Grassley Takes to Senate Floor to Defend Ethanol

Iowa senator has strong comments about smear campaign.

Senator Charles Grassley, R-Iowa, spoke on the floor of the Senate Thursday about misinformation that is being spread about ethanol and biofuels. There has been a lot of media coverage that ethanol is the cause of rising food prices despite several leading economists and scientific studies showing that high energy prices and other factors are the main culprit.

Several states and a fair number of public officials have bought into the misinformation and have requested waivers from the Renewable Fuels Standard and stoppage of biofuel mandates. Grassley says an anti-ethanol public relations campaign is being bankrolled by the Grocery Manufacturers Association.

"According to reports, downtown D.C. lobbyists, the Glover Park Group and Dutko Worldwide, are leading the effort to undermine and denigrate the patriotic achievement of America's farmers to reduce our dependence on foreign oil while also providing safe and affordable food," said Grassley in his floor statement. "Food prices are going up, and I'm sympathetic to those at home and abroad who are struggling with the higher prices. But to put all the blame at the feet of the U.S. ethanol industry is outrageous and misplaced. I think it's important for policy-makers and the American people to know who's behind this effort."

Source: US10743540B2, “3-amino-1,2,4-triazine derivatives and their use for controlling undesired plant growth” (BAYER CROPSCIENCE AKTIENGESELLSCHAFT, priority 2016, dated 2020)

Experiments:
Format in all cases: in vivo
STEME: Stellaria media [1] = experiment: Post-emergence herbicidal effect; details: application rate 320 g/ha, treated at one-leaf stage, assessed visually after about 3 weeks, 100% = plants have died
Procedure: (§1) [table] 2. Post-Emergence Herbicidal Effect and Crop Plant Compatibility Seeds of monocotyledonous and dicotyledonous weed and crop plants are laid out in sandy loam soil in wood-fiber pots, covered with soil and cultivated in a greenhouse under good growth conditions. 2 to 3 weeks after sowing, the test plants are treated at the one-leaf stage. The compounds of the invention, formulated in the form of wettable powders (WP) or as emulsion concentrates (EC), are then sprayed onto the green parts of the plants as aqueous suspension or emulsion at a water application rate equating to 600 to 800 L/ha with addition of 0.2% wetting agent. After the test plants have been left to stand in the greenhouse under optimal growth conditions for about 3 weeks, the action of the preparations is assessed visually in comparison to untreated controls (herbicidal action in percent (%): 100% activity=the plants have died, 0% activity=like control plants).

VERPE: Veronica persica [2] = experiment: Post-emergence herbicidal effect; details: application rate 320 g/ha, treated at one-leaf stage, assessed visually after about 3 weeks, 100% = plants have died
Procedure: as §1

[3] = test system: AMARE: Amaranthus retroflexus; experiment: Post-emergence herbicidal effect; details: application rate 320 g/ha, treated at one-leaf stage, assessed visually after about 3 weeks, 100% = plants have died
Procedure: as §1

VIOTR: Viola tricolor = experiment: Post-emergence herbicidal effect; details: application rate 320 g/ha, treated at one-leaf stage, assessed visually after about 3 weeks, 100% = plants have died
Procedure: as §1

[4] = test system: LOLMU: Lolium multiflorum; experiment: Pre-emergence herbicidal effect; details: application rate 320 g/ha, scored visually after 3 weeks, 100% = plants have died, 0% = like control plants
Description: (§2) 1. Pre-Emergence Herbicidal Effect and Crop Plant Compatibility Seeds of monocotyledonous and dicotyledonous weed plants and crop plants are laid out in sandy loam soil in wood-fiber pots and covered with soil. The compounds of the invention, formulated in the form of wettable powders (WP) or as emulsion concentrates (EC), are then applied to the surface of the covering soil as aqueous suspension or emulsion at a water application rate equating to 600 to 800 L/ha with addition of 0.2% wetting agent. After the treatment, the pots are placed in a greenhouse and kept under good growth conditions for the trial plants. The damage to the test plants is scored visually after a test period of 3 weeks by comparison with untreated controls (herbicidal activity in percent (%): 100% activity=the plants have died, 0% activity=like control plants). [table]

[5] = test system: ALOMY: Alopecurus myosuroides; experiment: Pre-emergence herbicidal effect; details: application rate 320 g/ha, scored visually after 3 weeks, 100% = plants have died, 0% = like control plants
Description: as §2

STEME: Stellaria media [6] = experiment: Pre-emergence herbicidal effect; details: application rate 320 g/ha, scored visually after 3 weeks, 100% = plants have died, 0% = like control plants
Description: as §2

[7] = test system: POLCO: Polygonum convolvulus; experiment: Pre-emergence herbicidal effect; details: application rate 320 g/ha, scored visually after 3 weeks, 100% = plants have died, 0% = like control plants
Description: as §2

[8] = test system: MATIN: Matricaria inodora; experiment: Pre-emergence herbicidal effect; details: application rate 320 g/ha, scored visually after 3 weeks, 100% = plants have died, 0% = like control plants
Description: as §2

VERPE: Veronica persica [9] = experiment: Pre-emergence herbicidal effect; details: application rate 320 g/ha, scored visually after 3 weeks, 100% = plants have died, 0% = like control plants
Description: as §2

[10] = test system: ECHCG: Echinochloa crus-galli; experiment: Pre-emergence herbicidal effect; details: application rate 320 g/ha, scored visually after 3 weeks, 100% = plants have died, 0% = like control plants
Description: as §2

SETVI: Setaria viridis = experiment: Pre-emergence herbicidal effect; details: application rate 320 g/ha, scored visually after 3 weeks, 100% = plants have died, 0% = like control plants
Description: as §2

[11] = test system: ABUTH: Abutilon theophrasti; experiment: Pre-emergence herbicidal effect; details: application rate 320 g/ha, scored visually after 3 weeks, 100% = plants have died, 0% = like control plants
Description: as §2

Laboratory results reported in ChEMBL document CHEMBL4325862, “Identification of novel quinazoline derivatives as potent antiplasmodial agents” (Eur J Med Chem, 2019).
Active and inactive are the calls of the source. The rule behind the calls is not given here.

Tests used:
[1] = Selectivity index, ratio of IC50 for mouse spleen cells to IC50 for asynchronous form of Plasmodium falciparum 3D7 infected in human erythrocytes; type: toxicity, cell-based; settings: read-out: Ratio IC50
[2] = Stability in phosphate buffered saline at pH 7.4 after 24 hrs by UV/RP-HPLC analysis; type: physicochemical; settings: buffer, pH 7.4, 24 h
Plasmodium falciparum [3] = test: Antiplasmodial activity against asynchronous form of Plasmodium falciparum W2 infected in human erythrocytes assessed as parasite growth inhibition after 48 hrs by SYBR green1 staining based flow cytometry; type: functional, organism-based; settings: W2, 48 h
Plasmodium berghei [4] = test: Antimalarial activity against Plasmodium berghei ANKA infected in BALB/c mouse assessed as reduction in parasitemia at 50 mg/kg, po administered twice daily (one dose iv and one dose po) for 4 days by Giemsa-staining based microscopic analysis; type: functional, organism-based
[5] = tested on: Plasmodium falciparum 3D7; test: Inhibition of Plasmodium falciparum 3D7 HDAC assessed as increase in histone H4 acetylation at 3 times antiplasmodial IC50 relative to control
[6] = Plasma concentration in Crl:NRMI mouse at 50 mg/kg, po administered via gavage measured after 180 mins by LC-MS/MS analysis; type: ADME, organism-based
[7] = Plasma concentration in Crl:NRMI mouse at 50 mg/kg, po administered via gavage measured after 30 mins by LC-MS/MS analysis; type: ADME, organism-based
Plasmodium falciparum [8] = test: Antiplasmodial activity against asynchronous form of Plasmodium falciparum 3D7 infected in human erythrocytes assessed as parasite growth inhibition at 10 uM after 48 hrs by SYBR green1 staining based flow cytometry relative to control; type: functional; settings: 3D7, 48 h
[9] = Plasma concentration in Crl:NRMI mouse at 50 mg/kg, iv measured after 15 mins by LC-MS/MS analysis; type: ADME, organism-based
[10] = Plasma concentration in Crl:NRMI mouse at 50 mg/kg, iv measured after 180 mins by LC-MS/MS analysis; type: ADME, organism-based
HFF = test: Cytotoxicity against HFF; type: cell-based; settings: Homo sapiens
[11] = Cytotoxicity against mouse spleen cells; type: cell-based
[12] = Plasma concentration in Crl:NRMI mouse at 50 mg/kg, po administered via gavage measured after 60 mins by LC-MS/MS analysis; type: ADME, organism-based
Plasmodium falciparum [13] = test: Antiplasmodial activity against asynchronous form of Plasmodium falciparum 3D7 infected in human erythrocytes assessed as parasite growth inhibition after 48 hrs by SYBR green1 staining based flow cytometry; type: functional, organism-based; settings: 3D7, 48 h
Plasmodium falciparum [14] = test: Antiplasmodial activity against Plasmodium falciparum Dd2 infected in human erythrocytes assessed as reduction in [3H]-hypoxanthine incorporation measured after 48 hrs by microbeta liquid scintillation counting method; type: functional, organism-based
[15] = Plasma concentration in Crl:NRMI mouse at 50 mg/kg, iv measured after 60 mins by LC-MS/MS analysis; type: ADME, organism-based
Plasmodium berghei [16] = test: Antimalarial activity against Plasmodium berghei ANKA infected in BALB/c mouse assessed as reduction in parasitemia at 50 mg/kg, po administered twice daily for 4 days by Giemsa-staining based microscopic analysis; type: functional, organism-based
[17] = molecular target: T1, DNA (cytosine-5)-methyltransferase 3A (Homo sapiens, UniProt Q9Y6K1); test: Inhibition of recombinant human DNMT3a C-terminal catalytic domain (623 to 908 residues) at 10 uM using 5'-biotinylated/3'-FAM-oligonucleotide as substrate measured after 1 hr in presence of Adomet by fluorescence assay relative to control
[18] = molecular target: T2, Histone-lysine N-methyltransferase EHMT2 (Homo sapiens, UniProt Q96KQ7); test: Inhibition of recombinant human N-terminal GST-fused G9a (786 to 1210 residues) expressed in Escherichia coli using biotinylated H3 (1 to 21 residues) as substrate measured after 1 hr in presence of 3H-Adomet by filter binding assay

The National Corn Growers Association has voiced their appreciation for Grassley's support of the ethanol industry on the Senate floor.

"We appreciate the bold comments made by Senator Grassley," said NCGA President Ron Litterer. "Big Food and their allies have waged a well-calculated effort to roll back ethanol mandates. It's important that the American people are educated on their fear tactics and misinformation."

To view Grassley's entire statement and the documents detailing the campaign against corn ethanol, click HERE.

Hide comments

Comments

  • Allowed HTML tags: <em> <strong> <blockquote> <br> <p>

Plain text

  • No HTML tags allowed.
  • Web page addresses and e-mail addresses turn into links automatically.
  • Lines and paragraphs break automatically.
Publish